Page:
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Local authority spending: Is the party finally over?

On May 9th 1975 the Environment Secretary Anthony Crosland said in a speech at Manchester Town Hall:

"For the next few years times will not be normal. Perhaps people have used the words 'economic crisis' too often in the past. They have shouted 'wolf, wolf' when the animal was more akin to a rather disagreeable Yorkshire terrier. But not now. The crisis that faces us is infinitely more serious than any of the crises we have faced over the past 20 years. With its usual spirit of patriotism and its tradition of service to the community's needs, local government, is coming to realize that, for the time being at least, the party is over...We are not calling for a headlong retreat. But we are calling for a standstill."

His Special Adviser at the time, the Labour peer Lord Lipsey, has recalled the episode in his memoirs In the Corridors of Power. The impact became apparent when they came back on the train from Manchester and saw Evening Standard billboards proclaiming the message: "The party's over."

What actually happened was that the Rate Support Grant the following year was only increased in line with inflation. That came to £10.6 billion for England and Wales.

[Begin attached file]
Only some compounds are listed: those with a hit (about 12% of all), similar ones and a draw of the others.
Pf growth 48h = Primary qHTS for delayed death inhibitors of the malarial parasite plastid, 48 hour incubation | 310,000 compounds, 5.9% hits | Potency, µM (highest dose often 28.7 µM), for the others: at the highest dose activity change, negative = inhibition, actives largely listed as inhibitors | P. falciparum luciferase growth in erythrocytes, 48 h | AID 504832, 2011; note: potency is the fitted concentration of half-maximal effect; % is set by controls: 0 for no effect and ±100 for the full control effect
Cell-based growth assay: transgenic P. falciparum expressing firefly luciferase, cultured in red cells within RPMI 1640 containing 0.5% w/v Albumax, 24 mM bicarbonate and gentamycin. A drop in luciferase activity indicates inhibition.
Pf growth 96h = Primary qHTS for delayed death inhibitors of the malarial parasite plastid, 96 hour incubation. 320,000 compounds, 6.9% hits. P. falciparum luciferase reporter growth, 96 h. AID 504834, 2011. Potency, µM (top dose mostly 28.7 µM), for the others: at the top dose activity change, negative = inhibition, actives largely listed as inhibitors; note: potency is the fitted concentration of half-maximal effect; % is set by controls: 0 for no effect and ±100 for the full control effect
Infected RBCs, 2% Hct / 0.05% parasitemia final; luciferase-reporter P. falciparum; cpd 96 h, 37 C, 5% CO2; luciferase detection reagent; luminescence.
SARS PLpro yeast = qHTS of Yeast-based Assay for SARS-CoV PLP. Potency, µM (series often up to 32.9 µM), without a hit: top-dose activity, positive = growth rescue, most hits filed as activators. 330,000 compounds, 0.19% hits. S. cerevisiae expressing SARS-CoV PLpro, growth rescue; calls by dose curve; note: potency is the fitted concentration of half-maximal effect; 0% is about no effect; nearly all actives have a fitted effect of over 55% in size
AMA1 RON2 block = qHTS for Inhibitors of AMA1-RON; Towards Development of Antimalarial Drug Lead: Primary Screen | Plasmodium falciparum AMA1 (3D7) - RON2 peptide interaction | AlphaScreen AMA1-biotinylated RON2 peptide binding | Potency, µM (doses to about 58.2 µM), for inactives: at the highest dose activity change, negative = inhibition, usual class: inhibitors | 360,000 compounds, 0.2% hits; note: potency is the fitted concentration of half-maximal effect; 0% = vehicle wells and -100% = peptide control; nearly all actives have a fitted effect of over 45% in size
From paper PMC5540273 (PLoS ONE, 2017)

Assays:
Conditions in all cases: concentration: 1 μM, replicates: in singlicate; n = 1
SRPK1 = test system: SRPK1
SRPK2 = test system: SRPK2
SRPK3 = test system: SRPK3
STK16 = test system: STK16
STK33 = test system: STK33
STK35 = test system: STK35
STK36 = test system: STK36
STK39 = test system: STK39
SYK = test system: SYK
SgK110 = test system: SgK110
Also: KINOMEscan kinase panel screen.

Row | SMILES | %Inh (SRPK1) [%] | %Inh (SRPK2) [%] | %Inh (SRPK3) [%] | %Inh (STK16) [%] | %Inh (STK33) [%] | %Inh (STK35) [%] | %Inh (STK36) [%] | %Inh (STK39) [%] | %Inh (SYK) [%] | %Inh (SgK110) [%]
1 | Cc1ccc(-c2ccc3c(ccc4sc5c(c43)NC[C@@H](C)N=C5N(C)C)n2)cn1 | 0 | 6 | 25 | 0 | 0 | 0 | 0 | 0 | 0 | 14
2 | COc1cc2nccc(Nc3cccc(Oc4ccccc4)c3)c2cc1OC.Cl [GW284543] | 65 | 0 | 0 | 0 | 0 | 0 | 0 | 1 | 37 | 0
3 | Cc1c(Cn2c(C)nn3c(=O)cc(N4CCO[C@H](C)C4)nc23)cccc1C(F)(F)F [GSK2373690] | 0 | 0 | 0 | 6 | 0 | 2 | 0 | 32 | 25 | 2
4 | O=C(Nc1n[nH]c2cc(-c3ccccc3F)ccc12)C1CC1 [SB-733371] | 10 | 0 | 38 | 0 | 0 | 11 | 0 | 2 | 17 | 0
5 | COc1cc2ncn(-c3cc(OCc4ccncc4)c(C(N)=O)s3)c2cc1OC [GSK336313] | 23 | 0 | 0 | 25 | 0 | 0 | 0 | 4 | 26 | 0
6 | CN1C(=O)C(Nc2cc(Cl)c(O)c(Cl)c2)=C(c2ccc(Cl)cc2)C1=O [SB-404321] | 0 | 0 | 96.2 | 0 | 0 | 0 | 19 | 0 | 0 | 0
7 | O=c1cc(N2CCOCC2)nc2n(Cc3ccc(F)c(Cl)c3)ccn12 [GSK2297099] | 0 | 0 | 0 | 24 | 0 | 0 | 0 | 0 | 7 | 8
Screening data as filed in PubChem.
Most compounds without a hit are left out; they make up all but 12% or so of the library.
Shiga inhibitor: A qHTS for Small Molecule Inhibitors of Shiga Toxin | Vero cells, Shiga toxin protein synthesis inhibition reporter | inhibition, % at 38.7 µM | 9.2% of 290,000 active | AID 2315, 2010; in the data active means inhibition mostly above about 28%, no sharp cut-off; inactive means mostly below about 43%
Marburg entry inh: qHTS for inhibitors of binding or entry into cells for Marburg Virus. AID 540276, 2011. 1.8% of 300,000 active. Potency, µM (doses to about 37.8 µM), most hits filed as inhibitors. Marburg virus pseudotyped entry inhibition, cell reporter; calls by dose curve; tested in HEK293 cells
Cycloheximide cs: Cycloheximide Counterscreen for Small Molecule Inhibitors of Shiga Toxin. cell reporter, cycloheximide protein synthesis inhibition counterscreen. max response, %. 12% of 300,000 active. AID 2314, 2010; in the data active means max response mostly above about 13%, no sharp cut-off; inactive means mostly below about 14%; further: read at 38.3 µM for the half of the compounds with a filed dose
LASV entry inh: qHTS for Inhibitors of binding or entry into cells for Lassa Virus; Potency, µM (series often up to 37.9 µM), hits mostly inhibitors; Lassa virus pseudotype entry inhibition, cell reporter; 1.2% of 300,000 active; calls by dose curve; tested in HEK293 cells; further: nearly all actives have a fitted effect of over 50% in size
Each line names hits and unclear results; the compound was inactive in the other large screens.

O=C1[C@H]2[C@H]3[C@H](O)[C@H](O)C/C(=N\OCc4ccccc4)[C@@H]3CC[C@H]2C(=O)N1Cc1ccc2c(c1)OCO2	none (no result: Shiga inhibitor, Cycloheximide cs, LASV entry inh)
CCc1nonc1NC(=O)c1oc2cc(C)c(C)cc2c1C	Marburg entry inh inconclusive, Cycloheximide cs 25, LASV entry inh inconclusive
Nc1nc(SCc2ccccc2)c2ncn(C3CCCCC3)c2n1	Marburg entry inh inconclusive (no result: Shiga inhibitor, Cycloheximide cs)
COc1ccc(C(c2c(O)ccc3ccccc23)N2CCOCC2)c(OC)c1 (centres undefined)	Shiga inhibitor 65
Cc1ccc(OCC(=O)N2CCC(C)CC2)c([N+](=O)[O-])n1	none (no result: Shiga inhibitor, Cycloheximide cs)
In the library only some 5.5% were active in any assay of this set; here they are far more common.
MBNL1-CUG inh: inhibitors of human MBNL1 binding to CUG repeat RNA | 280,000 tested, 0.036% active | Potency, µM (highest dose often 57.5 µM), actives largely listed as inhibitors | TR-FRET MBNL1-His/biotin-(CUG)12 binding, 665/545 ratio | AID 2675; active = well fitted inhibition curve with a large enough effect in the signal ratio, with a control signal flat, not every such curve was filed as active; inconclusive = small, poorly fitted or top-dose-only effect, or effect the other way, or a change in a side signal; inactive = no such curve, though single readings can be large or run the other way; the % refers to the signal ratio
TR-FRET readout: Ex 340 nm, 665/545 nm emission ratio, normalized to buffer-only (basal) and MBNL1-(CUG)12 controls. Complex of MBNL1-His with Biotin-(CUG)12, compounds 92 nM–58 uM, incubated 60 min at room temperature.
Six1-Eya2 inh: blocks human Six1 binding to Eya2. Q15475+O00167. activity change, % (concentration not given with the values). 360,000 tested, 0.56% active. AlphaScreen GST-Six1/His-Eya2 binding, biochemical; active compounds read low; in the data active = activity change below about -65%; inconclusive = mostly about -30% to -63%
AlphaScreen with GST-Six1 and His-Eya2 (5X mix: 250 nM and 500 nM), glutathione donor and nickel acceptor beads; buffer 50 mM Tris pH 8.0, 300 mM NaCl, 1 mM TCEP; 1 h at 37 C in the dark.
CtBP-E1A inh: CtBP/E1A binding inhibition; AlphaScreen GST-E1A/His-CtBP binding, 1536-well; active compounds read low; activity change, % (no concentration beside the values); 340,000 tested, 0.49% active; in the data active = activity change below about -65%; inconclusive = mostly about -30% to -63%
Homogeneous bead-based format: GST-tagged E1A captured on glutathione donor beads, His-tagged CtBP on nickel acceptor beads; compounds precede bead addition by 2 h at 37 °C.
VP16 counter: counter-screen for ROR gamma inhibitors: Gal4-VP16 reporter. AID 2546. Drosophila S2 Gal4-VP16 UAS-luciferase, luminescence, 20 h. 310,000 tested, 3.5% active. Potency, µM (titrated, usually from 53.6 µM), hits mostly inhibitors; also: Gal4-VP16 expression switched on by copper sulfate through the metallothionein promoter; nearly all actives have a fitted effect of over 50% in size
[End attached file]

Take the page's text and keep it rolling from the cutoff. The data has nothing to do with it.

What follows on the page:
Fast forward to today, and after some quite sharp cuts, central  Government funds local authorities (just for England) by £74 billion. Allowing for inflation, this is about the same amount in real terms. On the other hand total state spending has gone up from £55 billion in 1975 to around £700 billion now - far more than inflation. Items like welfare and the NHS have risen much more sharply than council spending.

The really lavish partying these last 35 years has been by the Quangocrats and the Eurocrats - they have put Town Hall extravagance in the shade. One day the recession will be over and the budget will have been balanced. Even when that happens, some of the changes being brought in by Eric Pickles - transparency, accountability, the chance to veto high Council Tax rises through a referendum, should mean that the culture of indulgence in wasting other people's money should continue to be kept in check.

When will the party be over for the big spenders in central government?


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